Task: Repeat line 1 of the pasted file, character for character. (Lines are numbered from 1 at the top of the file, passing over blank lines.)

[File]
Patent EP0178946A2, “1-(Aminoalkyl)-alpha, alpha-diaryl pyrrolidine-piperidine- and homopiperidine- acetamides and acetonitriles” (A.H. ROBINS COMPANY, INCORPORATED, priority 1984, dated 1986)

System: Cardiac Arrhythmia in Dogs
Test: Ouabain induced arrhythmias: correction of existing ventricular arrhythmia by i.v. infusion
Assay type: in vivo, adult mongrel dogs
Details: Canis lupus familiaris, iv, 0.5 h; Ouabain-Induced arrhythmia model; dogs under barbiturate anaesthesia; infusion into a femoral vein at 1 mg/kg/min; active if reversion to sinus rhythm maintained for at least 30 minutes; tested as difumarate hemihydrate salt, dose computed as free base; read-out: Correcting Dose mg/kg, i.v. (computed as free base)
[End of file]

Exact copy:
Patent EP0178946A2, “1-(Aminoalkyl)-alpha, alpha-diaryl pyrrolidine-piperidine- and homopiperidine- acetamides and acetonitriles” (A.H. ROBINS COMPANY, INCORPORATED, priority 1984, dated 1986)